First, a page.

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growing hydroponic weed dwc

Growing hydroponic weed dwc

If you want to learn about more ways to grow in soil and soilless systems, enroll in Cannabis Training University. CTU offers jam-packed courses on cannabis cultivation, cannabis law, cannabis medicine, cannabis extraction, cannabis cooking, and so much more.

Hydroton clay pebbles are derived from an orange-red clay and look like brown balls with black spots. They are pH neutral (inert) and come in a variety of sizes to fit your specific needs. They are also pretty cheap and can be washed, dried, and reused for your next crop.

Recirculating deep water culture is an advanced form of the DWC system. Everything is pretty much the same except for a central main reservoir that connects to multiple bucket distribution lines and the air volume pump that recirculates and aerates the nutrient solution.

This method is particularly effective due to the constant pumping of fresh nutrient solution. In addition, the lateral flow of this system can increase your roots’ health, growth rate, and yield.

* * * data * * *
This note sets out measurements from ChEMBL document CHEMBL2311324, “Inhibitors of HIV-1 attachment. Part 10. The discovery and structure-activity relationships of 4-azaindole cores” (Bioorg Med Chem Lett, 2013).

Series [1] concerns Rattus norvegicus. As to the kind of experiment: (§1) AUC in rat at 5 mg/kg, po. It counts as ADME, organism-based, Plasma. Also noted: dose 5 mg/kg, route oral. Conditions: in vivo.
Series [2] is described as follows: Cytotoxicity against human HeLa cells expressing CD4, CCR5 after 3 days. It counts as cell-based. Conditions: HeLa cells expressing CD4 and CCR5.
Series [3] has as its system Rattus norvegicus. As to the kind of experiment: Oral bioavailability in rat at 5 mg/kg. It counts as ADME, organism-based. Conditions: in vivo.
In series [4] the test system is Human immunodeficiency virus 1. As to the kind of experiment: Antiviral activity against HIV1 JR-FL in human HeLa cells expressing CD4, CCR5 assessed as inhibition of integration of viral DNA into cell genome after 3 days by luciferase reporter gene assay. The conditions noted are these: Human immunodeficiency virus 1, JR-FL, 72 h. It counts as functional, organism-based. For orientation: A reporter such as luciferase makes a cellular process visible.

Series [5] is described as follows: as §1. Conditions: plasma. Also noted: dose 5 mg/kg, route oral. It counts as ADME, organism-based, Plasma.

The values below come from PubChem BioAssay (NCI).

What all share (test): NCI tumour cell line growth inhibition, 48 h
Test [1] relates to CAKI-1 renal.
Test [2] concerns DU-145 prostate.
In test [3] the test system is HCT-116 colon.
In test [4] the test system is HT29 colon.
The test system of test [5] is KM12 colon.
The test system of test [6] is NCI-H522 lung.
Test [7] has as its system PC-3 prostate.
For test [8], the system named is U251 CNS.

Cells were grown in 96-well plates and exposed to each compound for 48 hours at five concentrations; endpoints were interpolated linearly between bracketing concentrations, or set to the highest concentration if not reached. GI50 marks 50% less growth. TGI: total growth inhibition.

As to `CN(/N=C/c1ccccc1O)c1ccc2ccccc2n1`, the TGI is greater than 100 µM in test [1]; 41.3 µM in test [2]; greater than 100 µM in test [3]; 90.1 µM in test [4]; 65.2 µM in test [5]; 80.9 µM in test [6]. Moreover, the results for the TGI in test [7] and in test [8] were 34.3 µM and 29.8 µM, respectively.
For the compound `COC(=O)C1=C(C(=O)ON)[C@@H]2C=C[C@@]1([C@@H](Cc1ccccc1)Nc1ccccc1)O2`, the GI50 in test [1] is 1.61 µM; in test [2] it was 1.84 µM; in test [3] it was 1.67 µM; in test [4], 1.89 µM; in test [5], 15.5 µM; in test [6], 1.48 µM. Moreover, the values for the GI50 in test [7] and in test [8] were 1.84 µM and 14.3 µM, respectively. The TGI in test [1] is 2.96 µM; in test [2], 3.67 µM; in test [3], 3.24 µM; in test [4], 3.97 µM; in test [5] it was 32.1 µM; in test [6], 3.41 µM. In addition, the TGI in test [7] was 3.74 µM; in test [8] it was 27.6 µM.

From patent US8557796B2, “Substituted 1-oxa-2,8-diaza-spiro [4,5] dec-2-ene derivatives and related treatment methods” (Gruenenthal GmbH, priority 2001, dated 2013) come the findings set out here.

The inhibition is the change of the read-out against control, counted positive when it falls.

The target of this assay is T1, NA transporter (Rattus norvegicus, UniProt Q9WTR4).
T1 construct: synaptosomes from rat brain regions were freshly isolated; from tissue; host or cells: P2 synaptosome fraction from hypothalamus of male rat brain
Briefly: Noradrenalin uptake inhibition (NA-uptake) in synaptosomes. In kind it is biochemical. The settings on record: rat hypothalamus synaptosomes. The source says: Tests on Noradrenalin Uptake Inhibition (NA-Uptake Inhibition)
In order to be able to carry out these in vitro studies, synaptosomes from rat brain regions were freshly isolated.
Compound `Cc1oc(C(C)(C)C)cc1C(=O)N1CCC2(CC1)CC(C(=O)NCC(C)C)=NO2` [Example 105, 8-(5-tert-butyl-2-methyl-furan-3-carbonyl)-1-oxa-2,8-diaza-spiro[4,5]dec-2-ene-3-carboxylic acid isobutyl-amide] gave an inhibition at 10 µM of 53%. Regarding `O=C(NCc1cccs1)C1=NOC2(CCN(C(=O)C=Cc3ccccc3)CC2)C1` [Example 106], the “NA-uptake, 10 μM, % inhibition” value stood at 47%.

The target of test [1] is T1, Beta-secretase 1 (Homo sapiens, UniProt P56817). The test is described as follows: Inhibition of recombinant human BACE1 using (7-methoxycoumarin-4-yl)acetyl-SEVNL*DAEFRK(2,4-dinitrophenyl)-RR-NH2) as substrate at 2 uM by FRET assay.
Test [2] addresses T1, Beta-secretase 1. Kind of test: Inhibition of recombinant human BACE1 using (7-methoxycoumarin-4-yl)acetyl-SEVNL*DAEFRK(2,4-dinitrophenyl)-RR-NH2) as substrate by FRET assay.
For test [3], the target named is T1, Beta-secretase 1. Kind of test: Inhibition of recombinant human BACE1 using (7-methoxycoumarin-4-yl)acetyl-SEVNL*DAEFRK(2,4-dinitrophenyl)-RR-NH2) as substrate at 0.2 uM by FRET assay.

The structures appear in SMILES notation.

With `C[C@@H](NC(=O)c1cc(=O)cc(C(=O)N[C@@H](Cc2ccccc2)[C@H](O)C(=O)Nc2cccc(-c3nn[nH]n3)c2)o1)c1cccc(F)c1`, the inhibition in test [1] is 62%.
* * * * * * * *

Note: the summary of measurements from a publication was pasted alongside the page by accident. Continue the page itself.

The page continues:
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Cannabis DWC systems range in size. Some growers may place multiple plants in a single reservoir, while others may pump nutrients and oxygen into several small DWC reservoirs that hold one plant each.

In addition, the space between the pellets provides optimal airflow to prevent root rot when there’s not enough oxygen. Finally, hydroton exchanges cations (positive ions) with plants to improve nutrient uptake and pH regulation.

What Are Hydroton Clay Pebbles?

In a DWC system, the cannabis plant’s roots are submerged in a hydroponic nutrient solution/water. The plant’s root system is kept in place in a mesh bucket/net pot with hydroton pellets. The plants are usually housed in a self-contained and opaque container such as a bucket (at least 5-gallon).